MOOC’s are here to stay, and they are going to bring a massive change to how and where students learn now and in the future, or it is certainly looking that way considering what we hear from the US.
HE Institutions in the US have been feeling the sweeping MOOC effect since Stanford drew in thousands of online students to their free computer-science courses in 2011. A recent survey by The Chronicle asked long established Professors if they believed MOOC’s were worth the ‘hype’ and 79 % said YES. Almost half surveyed also said that their online courses were as academically rigorous as the ones they taught in the classroom. A desire to increase access to higher education worldwide is often the motivation driving Professors to get online as is the opportunity to raise their profile and visibility to a much larger audience, not to mention the fear of being left behind if they don’t get involved.
The issues of accreditation and the financial implications of MOOC’s at the present time being a free resource, are still evolving and are likely to rumble on for a while yet, as is the issue of MOOC’s moving into the corporate learning space.
As the IPPR publication (Barber, Donnelly and Rizvi) an Avalanche is Coming, Higher Education and the Revolution Ahead puts it:
“University leaders need to take control of their own destiny and seize the opportunities open to them through technology – Massive Open Online Courses (MOOCs) for example – to provide broader, deeper and more exciting education. Leaders will need to have a keen eye toward creating value for their students.”
The UK has been seriously slow to recognise the MOOC phenomena and education establishments in the UK will have to get their ‘skates (skis) on’ to catch up and hope to stay ahead, if they are not to miss out. The corporate learning space should also be bracing itself for MOOC’s moving in. The next few months will be interesting as the MOOC movement continues to gather speed.
Barber et al outline the compelling evidence of the acceleration of the costs of education, over and the levels of income growth as a key driving factor for MOOC adoption. This is also pointed out in the Learning Light and IBIS Capital research published in January 2013 e-learning lessons for the future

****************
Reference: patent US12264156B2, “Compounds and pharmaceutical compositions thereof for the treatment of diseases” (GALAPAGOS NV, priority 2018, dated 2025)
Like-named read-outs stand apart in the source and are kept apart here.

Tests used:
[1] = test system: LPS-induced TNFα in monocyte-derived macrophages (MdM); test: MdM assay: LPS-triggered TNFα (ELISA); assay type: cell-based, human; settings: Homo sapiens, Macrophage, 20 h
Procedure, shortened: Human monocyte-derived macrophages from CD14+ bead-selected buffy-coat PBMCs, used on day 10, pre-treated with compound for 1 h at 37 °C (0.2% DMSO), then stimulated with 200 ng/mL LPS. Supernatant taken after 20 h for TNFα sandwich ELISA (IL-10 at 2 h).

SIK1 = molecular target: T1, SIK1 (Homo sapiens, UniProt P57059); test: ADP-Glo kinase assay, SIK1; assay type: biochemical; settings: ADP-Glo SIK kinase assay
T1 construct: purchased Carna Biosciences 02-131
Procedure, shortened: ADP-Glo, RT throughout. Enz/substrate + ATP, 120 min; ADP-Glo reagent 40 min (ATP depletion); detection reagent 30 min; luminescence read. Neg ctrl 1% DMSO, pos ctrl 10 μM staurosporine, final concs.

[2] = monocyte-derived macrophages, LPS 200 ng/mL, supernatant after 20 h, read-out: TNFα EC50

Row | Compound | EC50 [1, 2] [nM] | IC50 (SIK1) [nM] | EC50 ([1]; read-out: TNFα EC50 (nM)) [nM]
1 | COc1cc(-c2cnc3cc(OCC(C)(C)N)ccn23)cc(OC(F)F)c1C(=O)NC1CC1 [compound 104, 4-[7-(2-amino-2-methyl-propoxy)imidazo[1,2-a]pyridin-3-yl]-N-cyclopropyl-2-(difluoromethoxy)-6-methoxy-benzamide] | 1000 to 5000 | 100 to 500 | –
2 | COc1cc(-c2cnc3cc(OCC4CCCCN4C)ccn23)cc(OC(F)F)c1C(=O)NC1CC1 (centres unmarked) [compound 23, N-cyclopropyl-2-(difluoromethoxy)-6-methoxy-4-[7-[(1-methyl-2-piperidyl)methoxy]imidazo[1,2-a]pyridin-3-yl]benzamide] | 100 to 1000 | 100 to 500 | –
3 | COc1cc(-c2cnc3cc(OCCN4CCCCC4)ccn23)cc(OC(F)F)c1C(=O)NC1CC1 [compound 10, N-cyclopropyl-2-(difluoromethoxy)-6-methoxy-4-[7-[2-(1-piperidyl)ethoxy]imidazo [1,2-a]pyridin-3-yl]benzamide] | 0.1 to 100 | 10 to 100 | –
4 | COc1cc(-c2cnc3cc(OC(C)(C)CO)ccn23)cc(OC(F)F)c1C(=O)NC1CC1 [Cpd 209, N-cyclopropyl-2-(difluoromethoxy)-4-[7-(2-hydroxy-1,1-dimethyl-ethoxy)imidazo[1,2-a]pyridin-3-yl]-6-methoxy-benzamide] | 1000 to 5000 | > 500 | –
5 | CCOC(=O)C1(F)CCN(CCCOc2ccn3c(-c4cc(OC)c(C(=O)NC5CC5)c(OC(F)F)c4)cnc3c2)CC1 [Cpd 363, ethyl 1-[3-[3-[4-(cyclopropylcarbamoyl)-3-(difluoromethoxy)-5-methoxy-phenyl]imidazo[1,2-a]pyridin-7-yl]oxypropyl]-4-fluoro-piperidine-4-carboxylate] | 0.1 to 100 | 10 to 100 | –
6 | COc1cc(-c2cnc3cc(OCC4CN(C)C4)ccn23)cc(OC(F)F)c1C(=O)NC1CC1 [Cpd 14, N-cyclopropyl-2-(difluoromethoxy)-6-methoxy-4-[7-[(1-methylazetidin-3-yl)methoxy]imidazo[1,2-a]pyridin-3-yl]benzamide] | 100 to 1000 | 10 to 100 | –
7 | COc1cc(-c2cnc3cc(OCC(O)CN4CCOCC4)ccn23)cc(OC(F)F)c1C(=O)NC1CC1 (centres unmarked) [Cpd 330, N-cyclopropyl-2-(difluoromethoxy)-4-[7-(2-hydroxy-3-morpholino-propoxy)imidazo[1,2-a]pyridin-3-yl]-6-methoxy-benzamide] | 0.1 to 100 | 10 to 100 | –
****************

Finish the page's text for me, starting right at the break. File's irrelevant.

Barber et al also produced some real words of warning making a point that is in danger of being lost in all the MOOC hype…..the attitude of the employer, to quote page 43:
“With world-class content available anytime for free, the ability of faculty to be present anywhere, and the rise of online learning as an alternative to in-person instruction, we need to reflect on the nature of teaching and learning in a higher education institution. Online learning is here to stay – 68 per cent of chief academic officers believe online courses have same or better quality as face-to-face – and a US Department of Education study concluded that: ‘On average, students in online learning conditions performed modestly better than those receiving face to face instruction.’ The Chronicle of Higher Education suggests that employers are still skeptical about the value of online degrees, but this is likely to change over time.”
And they go on to page 48 to freely admit to being unsure how the revolution will unfold, and we would emphasise not to forget how the views of employers in how the education future will be shaped in the forthcoming debate on this undoubted education avalanche which is happening now.
Quite what will be required to change this attitude and how long it will take remains to be seen